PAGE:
How many of us that are over 40 remember having a male principal, male shop and gym and math teachers that could stop a room full of horse playing students with a look or a word? For those of us over 50, you probably remember that principal or teacher walking the halls with a paddle at the ready to make that ass sting if needed. They maintained a certain level of respect, maybe through fear, that ensured a balance to the empathetic female teachers that would nourish us and teach us. We had the freedom to be rowdy teenagers, but at the same time learned the valuable lessons of accountability, consequences, and when and where to be a jackass.
I observed this phenomenon just a few years ago as a Cub Scout leader. Cub Scouts are 6-10 year old boys, and the majority of leaders are Moms. Dads traditionally take over at the Boy Scout stage and take it from there. However, I was involved and when I walked into a meeting, it would be chaos on a supersonic level. The women would be trying their best to herd the cats, but all it took was for me to use a slightly elevated volume of voice and one word. “GENTLEMEN!” and the room would fall silent and the boys would take their seats and eyes on me.
My wife is a substitute teacher and she correlates this observation daily. The current school systems have forced men out, in part due to fears of constant sexual allegations and abuse allegations and partly because of mandated quotas for certain demographics to hold administrative positions. With no fear of any form of discipline being applied, the kids run amok and the teachers are powerless to enforce or demand compliance.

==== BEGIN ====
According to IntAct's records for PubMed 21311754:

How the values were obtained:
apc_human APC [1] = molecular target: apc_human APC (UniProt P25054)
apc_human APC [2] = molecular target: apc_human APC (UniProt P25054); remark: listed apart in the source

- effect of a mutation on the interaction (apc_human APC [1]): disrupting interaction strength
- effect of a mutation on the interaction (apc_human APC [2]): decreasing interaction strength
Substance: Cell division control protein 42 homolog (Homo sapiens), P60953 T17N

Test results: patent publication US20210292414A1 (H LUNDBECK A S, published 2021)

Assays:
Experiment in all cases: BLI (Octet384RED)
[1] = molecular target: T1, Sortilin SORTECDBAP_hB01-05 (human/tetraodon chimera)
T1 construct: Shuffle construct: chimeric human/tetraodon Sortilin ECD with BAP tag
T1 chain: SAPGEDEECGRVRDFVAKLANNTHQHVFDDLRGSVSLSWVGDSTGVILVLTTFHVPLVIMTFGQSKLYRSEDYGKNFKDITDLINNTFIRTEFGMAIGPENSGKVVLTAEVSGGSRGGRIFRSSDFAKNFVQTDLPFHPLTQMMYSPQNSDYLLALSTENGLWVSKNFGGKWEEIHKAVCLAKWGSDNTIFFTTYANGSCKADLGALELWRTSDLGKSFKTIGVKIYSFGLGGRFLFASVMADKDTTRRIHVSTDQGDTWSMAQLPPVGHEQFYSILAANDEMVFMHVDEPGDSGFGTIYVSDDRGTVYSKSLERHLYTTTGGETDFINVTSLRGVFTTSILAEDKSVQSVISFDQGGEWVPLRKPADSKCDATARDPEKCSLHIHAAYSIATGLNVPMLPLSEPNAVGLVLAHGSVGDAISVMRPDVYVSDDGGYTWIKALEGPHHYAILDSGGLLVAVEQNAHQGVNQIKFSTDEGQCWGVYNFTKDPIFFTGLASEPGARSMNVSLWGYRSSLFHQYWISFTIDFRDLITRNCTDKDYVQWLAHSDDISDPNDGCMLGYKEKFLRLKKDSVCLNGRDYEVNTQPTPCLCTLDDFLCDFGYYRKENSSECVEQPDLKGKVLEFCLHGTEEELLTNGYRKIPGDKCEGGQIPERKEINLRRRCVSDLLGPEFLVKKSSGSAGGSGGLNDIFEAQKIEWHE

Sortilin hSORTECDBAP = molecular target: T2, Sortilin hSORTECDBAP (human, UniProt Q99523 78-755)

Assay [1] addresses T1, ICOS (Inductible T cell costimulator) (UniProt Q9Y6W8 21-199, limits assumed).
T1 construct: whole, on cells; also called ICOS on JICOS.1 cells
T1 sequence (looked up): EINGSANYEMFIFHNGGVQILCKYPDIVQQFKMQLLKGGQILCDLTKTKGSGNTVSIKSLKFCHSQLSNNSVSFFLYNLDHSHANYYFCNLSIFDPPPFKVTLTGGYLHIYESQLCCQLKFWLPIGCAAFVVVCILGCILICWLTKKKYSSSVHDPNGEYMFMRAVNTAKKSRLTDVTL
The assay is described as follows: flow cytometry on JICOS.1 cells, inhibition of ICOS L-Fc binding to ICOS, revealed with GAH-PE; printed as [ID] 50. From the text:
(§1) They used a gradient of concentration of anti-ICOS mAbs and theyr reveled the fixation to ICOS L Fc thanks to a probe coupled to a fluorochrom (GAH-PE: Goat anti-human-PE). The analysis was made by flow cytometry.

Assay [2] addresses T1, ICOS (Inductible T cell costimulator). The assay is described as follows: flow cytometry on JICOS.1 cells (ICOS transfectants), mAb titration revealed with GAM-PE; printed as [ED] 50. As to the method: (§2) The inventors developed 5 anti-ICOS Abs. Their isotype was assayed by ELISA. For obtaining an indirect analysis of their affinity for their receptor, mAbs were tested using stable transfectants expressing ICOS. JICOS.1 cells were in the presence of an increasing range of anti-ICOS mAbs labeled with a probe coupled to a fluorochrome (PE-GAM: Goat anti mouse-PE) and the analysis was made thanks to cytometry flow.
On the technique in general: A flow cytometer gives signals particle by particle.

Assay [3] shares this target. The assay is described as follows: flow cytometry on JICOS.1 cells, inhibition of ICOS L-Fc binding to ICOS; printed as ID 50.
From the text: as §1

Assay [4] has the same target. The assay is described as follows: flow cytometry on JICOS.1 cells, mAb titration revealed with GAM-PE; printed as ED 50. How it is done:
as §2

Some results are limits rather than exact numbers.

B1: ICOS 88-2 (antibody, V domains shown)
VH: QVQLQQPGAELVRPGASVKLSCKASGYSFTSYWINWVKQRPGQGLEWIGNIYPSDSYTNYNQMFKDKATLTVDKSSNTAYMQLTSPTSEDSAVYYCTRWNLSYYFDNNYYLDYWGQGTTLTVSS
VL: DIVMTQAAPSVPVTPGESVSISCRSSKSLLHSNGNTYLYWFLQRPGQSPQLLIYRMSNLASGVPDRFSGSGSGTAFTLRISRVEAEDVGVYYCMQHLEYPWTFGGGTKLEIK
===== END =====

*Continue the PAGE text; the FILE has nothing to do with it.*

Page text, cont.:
In fact, just yesterday, my wife taught at the one local elementary school that still has a male principle. She said the difference was astounding. She remarked that it was quiet, well-mannered in all classes and a certain organized ‘flow’ occurred throughout the day.
We Are the Reason and the Answer
How did we get here and how do we fix it? Simple, we got here by being the clouds that produced these snowflakes. We are the ones who gave them trophies just for showing up. We told them their feelings were more important than their actions, and their dreams would come true if they simply followed them. Now, there are dissatisfied young adults with no tolerance for beliefs that conflict with their own, and no real or realistic understanding of how life actually works.
How do we stop this? Simple. We return to being the adults and being the teachers. We stop being helicopter parents. We let our kids play. Outside. With the responsibility of a skinned knee and a real chance of losing a game and being the loser; learning how to both win and lose with honor. Let them fail, but help them fail forward. Let them get the bad grade, and then hold them accountable. Don’t let them have everything they want.
Obviously we want to keep our kids safe and protected from harm, but it’s time, especially for young males, to have those role models, find that mentor, go into the woods and learn that hunger, thirst, wet socks, cold and a lack of Wi-Fi will not kill them, but will make them stronger, cleverer, and better able to withstand the hardships of life to come.
We simply need to be the exemplars, the teachers, the leaders and the ones to make the hard lessons stick.
Have some core values, have honor, have an obligation to the youth and pass it along.
Join us as we move ahead.
Chief Chuck Whitworth